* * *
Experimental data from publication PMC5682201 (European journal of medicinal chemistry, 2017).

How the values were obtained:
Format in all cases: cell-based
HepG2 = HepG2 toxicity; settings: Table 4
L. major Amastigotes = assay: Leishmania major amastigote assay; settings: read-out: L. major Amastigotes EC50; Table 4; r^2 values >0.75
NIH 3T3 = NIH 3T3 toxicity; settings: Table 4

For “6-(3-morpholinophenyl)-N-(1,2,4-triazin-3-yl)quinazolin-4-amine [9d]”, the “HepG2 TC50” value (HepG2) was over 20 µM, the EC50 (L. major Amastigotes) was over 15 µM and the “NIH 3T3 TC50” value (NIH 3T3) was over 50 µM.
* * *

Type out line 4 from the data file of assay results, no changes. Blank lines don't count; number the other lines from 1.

HepG2 = HepG2 toxicity; settings: Table 4